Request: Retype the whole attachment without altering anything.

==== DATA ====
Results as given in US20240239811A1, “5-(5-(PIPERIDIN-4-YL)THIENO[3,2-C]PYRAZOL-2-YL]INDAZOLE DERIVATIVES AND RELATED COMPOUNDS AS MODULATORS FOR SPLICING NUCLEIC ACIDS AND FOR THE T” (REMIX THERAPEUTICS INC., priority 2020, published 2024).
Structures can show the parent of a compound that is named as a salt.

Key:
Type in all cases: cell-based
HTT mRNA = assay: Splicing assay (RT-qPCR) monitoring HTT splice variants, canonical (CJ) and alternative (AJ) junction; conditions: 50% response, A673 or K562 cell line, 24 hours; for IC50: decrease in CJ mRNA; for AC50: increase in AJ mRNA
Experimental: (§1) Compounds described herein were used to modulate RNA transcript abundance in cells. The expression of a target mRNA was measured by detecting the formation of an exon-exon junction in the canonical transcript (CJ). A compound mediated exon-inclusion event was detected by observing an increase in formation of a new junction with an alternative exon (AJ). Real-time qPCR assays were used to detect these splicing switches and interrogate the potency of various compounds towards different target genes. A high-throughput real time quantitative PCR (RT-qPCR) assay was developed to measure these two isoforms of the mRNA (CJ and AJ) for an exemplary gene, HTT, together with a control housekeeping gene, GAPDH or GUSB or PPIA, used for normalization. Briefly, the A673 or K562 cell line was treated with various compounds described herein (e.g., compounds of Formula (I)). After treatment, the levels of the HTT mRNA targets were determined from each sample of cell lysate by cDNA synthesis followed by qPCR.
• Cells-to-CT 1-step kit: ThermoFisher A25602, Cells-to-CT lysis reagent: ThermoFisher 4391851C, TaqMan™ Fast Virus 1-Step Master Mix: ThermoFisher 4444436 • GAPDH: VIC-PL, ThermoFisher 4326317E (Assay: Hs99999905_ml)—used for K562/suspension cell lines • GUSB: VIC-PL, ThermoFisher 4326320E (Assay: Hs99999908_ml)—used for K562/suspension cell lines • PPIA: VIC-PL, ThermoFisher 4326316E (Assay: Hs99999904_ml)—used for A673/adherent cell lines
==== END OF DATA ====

Results as given in US20240239811A1, “5-(5-(PIPERIDIN-4-YL)THIENO[3,2-C]PYRAZOL-2-YL]INDAZOLE DERIVATIVES AND RELATED COMPOUNDS AS MODULATORS FOR SPLICING NUCLEIC ACIDS AND FOR THE T” (REMIX THERAPEUTICS INC., priority 2020, published 2024).
Structures can show the parent of a compound that is named as a salt.

Key:
Type in all cases: cell-based
HTT mRNA = assay: Splicing assay (RT-qPCR) monitoring HTT splice variants, canonical (CJ) and alternative (AJ) junction; conditions: 50% response, A673 or K562 cell line, 24 hours; for IC50: decrease in CJ mRNA; for AC50: increase in AJ mRNA
Experimental: (§1) Compounds described herein were used to modulate RNA transcript abundance in cells. The expression of a target mRNA was measured by detecting the formation of an exon-exon junction in the canonical transcript (CJ). A compound mediated exon-inclusion event was detected by observing an increase in formation of a new junction with an alternative exon (AJ). Real-time qPCR assays were used to detect these splicing switches and interrogate the potency of various compounds towards different target genes. A high-throughput real time quantitative PCR (RT-qPCR) assay was developed to measure these two isoforms of the mRNA (CJ and AJ) for an exemplary gene, HTT, together with a control housekeeping gene, GAPDH or GUSB or PPIA, used for normalization. Briefly, the A673 or K562 cell line was treated with various compounds described herein (e.g., compounds of Formula (I)). After treatment, the levels of the HTT mRNA targets were determined from each sample of cell lysate by cDNA synthesis followed by qPCR.
• Cells-to-CT 1-step kit: ThermoFisher A25602, Cells-to-CT lysis reagent: ThermoFisher 4391851C, TaqMan™ Fast Virus 1-Step Master Mix: ThermoFisher 4444436 • GAPDH: VIC-PL, ThermoFisher 4326317E (Assay: Hs99999905_ml)—used for K562/suspension cell lines • GUSB: VIC-PL, ThermoFisher 4326320E (Assay: Hs99999908_ml)—used for K562/suspension cell lines • PPIA: VIC-PL, ThermoFisher 4326316E (Assay: Hs99999904_ml)—used for A673/adherent cell lines